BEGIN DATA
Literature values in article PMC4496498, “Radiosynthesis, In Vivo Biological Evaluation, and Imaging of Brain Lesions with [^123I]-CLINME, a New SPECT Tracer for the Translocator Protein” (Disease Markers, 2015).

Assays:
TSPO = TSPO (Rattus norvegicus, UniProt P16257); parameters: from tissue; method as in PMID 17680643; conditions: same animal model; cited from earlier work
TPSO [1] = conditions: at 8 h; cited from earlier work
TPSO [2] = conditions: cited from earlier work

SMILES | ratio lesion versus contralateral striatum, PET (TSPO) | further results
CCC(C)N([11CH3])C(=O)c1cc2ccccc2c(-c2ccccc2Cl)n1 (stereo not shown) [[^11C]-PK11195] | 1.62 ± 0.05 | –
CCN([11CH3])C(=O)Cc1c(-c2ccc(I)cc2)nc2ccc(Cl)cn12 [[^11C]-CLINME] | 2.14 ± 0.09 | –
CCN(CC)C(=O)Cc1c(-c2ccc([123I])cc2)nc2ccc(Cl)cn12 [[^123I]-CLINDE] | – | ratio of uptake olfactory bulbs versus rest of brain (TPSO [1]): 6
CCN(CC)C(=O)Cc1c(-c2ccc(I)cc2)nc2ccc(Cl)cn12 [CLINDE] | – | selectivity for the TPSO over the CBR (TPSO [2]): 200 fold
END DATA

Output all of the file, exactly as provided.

Literature values in article PMC4496498, “Radiosynthesis, In Vivo Biological Evaluation, and Imaging of Brain Lesions with [^123I]-CLINME, a New SPECT Tracer for the Translocator Protein” (Disease Markers, 2015).

Assays:
TSPO = TSPO (Rattus norvegicus, UniProt P16257); parameters: from tissue; method as in PMID 17680643; conditions: same animal model; cited from earlier work
TPSO [1] = conditions: at 8 h; cited from earlier work
TPSO [2] = conditions: cited from earlier work

SMILES | ratio lesion versus contralateral striatum, PET (TSPO) | further results
CCC(C)N([11CH3])C(=O)c1cc2ccccc2c(-c2ccccc2Cl)n1 (stereo not shown) [[^11C]-PK11195] | 1.62 ± 0.05 | –
CCN([11CH3])C(=O)Cc1c(-c2ccc(I)cc2)nc2ccc(Cl)cn12 [[^11C]-CLINME] | 2.14 ± 0.09 | –
CCN(CC)C(=O)Cc1c(-c2ccc([123I])cc2)nc2ccc(Cl)cn12 [[^123I]-CLINDE] | – | ratio of uptake olfactory bulbs versus rest of brain (TPSO [1]): 6
CCN(CC)C(=O)Cc1c(-c2ccc(I)cc2)nc2ccc(Cl)cn12 [CLINDE] | – | selectivity for the TPSO over the CBR (TPSO [2]): 200 fold